Page 5015

figure was, in late May down to the high 60s now. That is obviously assisting regional manufacturers.

More immediate than that is the investment the government has made in infrastructure in some industries in regional Victoria. This is not in Mr Kavanagh's electorate, but as an example, investment in infrastructure has meant that concrete castings for some road projects are being built in the Latrobe Valley. It is a $4 billion infrastructure project, and much of that money goes into manufactured products. That is happening now.

Mr Koch interjected.

Mr LENDERS -- Mr Koch interjects about John Valves in Ballarat. Yesterday the head of Regional Development Victoria was there. We are in ongoing dialogue in the area to find a buyer for that company and work it through.

These are not easy times, and Mr Kavanagh is certainly not implying they are. What he is saying is: what are we doing in the interim? In the interim we are working with companies and we are working with their workforces. Those policies relating to RIDF, WorkCover, policies land tax, stamp duties and payroll tax are all assisting manufacturing. Many of these things are only kicking in now; these policy initiatives are just coming into place. There is a lot more to be done. The manufacturing statement will articulate a lot of the things we are doing and the things we will do. Mr Kavanagh and I both share a great regard for manufacturing, particularly in regional Victoria. This state has a great future, and this government will work with manufacturing to deliver on that.

Supplementary question

Mr KAVANAGH (Western Victoria) -- Of the changes the minister just outlined, I ask: which of them represent responses to the new international environment in finance and the economy that has developed in the last couple of months?

Mr LENDERS (Acting Minister for Industry and Trade) -- All of them. There is not a single item that alone assists an individual manufacturer -- it is a collection. All the things I mentioned in relation to the budget -- land tax, stamp duty, payroll tax and WorkCover premiums -- assist in reducing the burden on manufacturers. The single largest issue for a manufacturer who relies on exports is the fluctuating dollar, and the government can claim no credit for that -- that is obviously an international factor.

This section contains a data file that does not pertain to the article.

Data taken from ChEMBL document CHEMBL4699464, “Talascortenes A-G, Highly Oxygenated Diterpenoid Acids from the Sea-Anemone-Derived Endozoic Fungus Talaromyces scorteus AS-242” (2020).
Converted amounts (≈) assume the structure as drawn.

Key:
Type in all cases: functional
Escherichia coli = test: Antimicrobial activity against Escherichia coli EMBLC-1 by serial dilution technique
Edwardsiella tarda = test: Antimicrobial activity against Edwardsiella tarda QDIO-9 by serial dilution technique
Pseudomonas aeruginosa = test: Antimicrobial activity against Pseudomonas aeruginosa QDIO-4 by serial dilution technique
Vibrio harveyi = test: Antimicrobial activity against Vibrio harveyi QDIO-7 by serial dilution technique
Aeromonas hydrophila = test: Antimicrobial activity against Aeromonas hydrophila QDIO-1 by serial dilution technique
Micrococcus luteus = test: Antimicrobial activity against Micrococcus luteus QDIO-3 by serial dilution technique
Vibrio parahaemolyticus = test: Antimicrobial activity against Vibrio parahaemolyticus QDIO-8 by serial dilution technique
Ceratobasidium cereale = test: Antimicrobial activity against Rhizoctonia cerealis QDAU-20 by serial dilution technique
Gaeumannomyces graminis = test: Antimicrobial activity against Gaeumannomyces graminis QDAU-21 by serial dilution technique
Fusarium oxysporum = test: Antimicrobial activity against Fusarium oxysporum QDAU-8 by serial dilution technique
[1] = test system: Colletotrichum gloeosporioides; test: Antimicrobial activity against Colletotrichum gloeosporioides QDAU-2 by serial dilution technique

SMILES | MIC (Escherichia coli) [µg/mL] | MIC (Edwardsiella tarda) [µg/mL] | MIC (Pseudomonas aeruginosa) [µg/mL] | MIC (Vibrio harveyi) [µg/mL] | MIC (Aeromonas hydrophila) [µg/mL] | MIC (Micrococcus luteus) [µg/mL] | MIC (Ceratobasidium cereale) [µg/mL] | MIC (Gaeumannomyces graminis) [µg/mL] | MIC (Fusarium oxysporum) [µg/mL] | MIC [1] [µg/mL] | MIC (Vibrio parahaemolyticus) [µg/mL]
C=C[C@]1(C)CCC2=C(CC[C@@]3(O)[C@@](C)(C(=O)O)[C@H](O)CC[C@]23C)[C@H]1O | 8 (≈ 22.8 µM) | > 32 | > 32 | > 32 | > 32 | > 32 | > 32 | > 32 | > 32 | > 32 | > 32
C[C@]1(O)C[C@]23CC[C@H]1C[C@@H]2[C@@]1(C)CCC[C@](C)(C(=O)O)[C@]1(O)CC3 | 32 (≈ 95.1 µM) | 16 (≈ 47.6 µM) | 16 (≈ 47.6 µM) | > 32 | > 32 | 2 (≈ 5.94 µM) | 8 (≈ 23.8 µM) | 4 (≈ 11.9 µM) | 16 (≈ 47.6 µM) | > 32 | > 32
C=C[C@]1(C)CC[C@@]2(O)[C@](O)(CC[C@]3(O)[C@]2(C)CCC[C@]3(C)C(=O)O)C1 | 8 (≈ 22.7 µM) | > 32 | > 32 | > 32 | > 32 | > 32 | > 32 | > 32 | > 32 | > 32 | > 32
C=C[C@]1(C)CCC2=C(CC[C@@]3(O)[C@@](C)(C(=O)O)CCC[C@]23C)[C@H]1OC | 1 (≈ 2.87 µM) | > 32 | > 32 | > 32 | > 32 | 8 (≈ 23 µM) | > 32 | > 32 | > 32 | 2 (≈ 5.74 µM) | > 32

The other thing I did not mention which is making a significant difference to manufacturers now is the intervention of the national government along with most other G20 governments in stabilising the banking system.

Banks are now lending to banks again, and banks are lending to customers again. We are seeing the effects of that guarantee flowing through. Similarly share markets are partly stabilising. The share market has gone down a long, long way, but we are seeing governments attempting to address that volatility at a national and international level with the freeze on short selling and a range of other things.

Together, all these are necessary for business confidence and consumer confidence, which will assist manufacturing. There is no single answer, as Mr Kavanagh well knows, and he is not implying there is. All of these measures come together to assist manufacturing. I think anybody who believes a single manufacturing statement or a single action by a government will make a difference is ignoring the fact that there are multiple factors coming together.

We have strategies and they are all coming together, but we are working with individual manufacturers in what are, particularly for those who do not export, trying times in the current environment.


Peter Kavanagh MLC
Member for Western Victoria
Parliament of Victoria

"La Cabine"
2nd Floor
1 Yarra Street
Geelong VIC 3220